You have to be aware that the modern political left has defined white existence as racism these days. There are microaggressions, implicit bias, ‘systemic racism’, ‘structural racism’ and more. Where you bank is racist. Where you shop for food is racist. Where you live is racist. So when you say that Asians or Blacks are experiencing health consequences because of racism, generally speaking, you are imposing collective guilt on the population deemed racist.
If you read the Asian tweets article, everyone who supported President Trump is impliedly perpetuating his allegedly racist tweets, so again, it’s the imposition of collective guilt and the smear on nearly half the country.
But here’s the rub: his speciality isn’t in mental health. From his articles, you would expect he would have some focus in that area, but he’s in internal medicine instead. According to LinkedIn, he’s still a Resident Physician at the Robert Wood Johnson University Hospital in New Brunswick, New Jersey. 
On his Twitter, he says he’s board certified in “Internal Medicine” and an “Incoming Gastroenterology fellow” and based out of New York City.
“Internal Medicine” is generally defined, in this setting, as a physician who treats those who come to the hospital, not a ‘general practitioner’ per se.  Gastroenterology is the study and treatment of digestive disorders.  Now according to his LinkedIn, he studied psychology as an undergraduate. First at Washington University in St. Louis, and then at Columbia University in New York, finishing in about five years. Now he’s doing internal medicine at a hospital.
The training offered to someone for internal medicine, for mental health or mental issues, is very low. 
But his medical training and expertise, his title, is being appropriated so as to achieve political purposes.
When a story about ‘mental health’ is written by a Doctor as a reporter, it is taken more seriously than if you thought it was written by a recent journalism graduate. The title and degree confer a certain status upon it because you assume the professional is always a professional.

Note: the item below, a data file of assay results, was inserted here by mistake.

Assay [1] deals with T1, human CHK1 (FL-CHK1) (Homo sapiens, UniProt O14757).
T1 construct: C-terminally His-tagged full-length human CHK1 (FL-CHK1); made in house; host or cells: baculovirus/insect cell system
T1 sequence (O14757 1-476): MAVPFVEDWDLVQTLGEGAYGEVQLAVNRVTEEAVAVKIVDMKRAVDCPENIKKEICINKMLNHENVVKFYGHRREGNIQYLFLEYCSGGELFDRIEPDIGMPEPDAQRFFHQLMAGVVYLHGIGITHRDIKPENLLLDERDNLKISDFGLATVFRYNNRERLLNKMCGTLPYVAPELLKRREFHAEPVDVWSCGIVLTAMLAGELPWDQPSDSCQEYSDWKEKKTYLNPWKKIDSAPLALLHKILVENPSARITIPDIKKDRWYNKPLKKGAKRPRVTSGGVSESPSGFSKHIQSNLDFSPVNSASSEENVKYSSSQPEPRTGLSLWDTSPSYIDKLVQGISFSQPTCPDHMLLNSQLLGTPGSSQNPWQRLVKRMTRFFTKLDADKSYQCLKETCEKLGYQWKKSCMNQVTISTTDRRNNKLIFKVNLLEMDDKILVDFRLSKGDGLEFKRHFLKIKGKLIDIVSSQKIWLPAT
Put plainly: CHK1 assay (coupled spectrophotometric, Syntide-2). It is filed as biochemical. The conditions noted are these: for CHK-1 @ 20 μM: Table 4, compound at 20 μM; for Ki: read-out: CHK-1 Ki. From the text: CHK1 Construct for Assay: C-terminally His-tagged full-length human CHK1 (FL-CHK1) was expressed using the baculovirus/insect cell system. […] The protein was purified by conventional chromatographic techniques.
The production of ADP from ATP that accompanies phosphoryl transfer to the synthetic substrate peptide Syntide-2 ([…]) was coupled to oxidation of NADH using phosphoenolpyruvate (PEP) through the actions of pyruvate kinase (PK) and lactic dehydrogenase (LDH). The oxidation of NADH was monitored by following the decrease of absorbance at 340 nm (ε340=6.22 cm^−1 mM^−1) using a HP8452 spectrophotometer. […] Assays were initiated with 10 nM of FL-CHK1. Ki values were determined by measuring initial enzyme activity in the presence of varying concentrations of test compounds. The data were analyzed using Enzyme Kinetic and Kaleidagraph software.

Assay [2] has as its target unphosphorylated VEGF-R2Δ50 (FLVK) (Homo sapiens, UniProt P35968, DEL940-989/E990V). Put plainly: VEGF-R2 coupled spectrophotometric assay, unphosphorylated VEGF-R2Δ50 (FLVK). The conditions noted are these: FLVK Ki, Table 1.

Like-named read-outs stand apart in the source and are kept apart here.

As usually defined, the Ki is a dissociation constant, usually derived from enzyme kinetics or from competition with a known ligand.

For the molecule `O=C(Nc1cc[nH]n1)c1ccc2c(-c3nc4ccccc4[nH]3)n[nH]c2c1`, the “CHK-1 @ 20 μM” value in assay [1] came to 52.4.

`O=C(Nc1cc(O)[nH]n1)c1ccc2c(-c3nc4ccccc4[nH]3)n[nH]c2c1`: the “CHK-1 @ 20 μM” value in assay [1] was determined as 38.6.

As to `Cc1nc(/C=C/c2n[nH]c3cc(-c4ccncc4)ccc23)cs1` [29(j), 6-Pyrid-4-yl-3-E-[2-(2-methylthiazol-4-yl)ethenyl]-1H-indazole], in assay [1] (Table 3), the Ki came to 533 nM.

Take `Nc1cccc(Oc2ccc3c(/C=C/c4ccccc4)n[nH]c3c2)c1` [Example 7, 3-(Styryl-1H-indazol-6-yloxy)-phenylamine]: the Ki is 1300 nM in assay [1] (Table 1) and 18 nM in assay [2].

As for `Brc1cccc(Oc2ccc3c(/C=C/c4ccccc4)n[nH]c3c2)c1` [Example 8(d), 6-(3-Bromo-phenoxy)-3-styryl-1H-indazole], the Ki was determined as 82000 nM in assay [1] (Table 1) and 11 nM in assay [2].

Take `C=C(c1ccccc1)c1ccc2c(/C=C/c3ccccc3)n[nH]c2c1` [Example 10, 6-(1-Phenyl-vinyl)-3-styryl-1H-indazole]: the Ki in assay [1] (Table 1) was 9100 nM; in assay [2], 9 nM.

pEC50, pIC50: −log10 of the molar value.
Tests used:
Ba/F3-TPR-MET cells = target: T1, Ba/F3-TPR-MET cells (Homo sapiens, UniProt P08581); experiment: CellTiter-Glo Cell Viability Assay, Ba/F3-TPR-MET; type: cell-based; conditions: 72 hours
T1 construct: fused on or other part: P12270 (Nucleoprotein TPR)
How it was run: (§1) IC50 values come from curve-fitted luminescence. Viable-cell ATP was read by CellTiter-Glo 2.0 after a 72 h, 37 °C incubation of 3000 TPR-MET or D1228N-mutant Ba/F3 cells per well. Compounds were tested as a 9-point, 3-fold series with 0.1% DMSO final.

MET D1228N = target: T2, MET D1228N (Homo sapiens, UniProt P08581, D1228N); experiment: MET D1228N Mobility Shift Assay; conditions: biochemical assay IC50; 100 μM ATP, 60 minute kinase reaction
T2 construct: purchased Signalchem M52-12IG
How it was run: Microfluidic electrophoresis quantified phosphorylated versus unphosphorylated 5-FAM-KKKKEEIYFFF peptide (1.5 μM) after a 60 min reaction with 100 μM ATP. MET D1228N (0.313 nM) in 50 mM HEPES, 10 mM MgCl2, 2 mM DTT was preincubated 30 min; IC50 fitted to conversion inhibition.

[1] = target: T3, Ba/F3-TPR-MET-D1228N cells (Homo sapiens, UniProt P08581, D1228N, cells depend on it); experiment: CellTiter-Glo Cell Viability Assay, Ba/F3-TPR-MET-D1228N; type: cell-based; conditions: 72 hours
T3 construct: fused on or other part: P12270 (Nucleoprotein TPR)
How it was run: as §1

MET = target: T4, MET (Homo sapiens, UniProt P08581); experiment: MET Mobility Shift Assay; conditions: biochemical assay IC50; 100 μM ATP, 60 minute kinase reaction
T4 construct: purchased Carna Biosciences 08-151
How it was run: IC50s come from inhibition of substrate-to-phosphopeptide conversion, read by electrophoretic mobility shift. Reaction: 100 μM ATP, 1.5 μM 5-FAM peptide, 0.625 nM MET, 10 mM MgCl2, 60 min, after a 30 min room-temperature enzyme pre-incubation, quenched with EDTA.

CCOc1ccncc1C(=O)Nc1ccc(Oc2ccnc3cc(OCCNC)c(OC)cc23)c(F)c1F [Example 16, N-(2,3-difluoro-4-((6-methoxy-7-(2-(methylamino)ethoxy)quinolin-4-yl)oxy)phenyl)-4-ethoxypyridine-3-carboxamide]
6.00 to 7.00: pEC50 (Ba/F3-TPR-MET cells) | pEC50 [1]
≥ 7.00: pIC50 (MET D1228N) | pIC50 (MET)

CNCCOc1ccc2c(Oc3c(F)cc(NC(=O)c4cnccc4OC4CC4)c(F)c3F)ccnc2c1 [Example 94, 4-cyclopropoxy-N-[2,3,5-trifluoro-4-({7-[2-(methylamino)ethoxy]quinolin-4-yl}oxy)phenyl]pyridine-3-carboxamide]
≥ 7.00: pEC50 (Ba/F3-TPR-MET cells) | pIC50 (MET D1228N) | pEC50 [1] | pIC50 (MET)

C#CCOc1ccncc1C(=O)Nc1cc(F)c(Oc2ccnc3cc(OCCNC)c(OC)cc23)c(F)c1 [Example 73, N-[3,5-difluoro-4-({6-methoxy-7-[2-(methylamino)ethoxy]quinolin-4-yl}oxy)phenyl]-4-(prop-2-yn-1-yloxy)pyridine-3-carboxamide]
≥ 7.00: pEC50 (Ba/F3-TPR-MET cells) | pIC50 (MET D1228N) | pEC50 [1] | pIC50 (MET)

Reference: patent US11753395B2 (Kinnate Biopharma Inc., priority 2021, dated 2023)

You also assume that they can read studies correctly and competently. You assume that they are driven by science, facts, logic, objectivity, rather than partisan political causes. You assume the reporter is a Doctor first, and a partisan journalism hack second.
But is that the case?
The four headlines identified here are careful to use ‘weasel words’ to avoid any direct accountability for the unseriousness of the articles involved.  These weasel words in these four headlines are:
- May – “…may revive feelings…”
- Helped – “…tweet helped lead to rise in…“
- May – “…may lead to mental health crisis…“
These deliberate words show that there’s no confidence that his theories actually are true. He’s surmising, projecting, speculating, but that isn’t news, it’s proper for the opinion pages. News should be facts, not conjecture. It should be what is, not a series of suppositions.
You can detect the agenda by the way in which they discuss and reference their central claims.
What he’s doing is employing his medical training to score political points against the perceived enemies of the political left. He’s diagnosing them as either causing maladies in society or for having disorders themselves. This is a partisan hit job over and over again.
This isn’t journalism, and it’s not ethical medicine either. But it’s good enough for ABC News.
1 ] https://law.justia.com/cases/federal/appellate-courts/F2/414/324/84727/
2 ] https://psychnews.psychiatryonline.org/doi/full/10.1176/appi.pn.2016.9a19
3 ] https://www.psychiatry.org/newsroom/goldwater-rule
4 ] https://www.psychologytoday.com/us/blog/impromptu-man/201608/the-real-story-behind-the-goldwater-rule
5 ] https://www.psychologytoday.com/us/blog/inconvenient-facts/201906/facts-mental-illness-and-the-goldwater-rule
6 ] https://www.mygbhp.com/blog/difference-between-psychology-psychiatry/
7 ] https://lesley.edu/article/what-can-you-do-with-a-psychology-degree
8 ] https://muckrack.com/mishal-reja/articles
9 ] https://abcnews.go.com/Health/mental-health-experts-warn-derek-chauvin-trial-revive/story?id=76798368
10 ] https://abcnews.go.com/Health/trumps-chinese-virus-tweet-helped-lead-rise-racist/story?id=76530148
11 ] https://abcnews.go.com/Health/rise-anti-asian-american-hate-crimes-lead-mental/story?id=76211964
12 ] https://abcnews.go.com/Health/capitol-siege-highlights-powerful-pull-conspiracy-theories-experts/story?id=75180483
13 ] https://www.linkedin.com/in/mishal-reja-a52016142/
14 ] https://en.wikipedia.org/wiki/Robert_Wood_Johnson_University_Hospital
15 ] https://twitter.com/mishalreja
16 ] https://www.acponline.org/about-acp/about-internal-medicine
17 ] https://www.healthline.com/find-care/articles/gastroenterologists/what-is-a-gastroenterologist
18 ] https://www.acponline.org/about-acp/about-internal-medicine/career-paths/medical-student-career-path/structure-of-internal-medicine-residency-training
19 ] https://medicine.uiowa.edu/internalmedicine/education/master-clinician-program/students/internal-medicine-and-subspecialties
20 ] https://en.wikipedia.org/wiki/Weasel_word